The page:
Two-thirds of voters in Idaho support a recently passed law that bars transgender females from competing in women’s sports, according to a recent poll.
The poll by Spry Strategies, which surveyed 600 likely voters from Aug. 29 to Sept. 1, found that 67% of voters support HB 500, which requires individuals to compete in sports based on their assigned sex at birth. That law is currently being challenged by a transgender college athlete and a cisgender high school athlete who fears she will be subjected to genetic testing to “prove” her gender.
Last month, a federal judge issued an injunction blocking the state from enforcing the trans athlete law. The state has also received negative pushback in other ways. The state of California banned all state-sponsored travel to Idaho in protest of the law.
The NCAA, which initially opposed the law because it conflicts with its own policy on transgender athletes, is slated to vote in October on whether it will move the 2021 NCAA Men’s Basketball Tournament from Boise to punish the state for passing the law.
The poll also found similar support, at 60%, for another recently passed law, which was struck down last month, that prohibits transgender Idahoans from changing the gender marker on their birth certificates.
A similar 60% of voters said that transgender women shouldn’t be incarcerated in female prisons, or be allowed to use female-designated changing rooms or restrooms.
Nearly 86% said minors who identify as transgender should not be allowed to undergo gender confirmation surgery or take puberty-blocking hormones.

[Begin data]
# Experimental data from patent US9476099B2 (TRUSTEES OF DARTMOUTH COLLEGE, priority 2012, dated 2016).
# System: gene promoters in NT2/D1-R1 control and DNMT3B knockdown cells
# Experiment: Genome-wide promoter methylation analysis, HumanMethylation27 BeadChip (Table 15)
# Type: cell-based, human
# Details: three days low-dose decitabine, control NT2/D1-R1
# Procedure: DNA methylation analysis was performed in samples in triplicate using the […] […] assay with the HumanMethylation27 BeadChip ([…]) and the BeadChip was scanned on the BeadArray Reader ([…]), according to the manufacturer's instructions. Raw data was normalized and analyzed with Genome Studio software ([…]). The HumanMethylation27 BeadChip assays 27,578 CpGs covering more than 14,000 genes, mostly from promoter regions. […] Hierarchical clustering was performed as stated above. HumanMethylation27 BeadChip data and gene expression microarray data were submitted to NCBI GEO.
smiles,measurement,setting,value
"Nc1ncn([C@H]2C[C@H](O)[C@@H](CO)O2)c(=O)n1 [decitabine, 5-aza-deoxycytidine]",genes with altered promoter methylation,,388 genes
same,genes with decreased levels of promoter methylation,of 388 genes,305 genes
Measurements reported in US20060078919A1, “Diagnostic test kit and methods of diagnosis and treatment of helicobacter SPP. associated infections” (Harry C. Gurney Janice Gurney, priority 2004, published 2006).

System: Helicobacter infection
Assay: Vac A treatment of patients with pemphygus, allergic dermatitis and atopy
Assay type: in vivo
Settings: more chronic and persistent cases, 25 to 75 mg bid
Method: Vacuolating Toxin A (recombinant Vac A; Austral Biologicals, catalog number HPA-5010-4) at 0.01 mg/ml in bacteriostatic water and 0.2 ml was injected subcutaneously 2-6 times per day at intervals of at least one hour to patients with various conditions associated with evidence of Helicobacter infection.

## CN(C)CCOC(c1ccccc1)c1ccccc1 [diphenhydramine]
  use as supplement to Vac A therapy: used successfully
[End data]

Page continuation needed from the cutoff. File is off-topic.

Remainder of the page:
The poll was commissioned by the Women’s Liberation Front, a self-described “radical feminist organization” that is critical of the concept of gender identity and opposes pro-transgender laws on the grounds that they infringe on women’s rights.
The Women’s Liberation Front has previously worked with conservatives to support bills like the trans athlete law and the birth certificate bill, urging Gov. Brad Little to sign both into law, according to the Post Register, an Idaho Falls-based newspaper.
“The policies being pushed by gender extremists cut against the majority opinions of likely voters in both California, and Idaho,” Natasha Chart, the chairwoman of the board of the Women’s Liberation Front, said in a statement. “They should stop trying to win this debate by falsely describing themselves as representing the popular will.”
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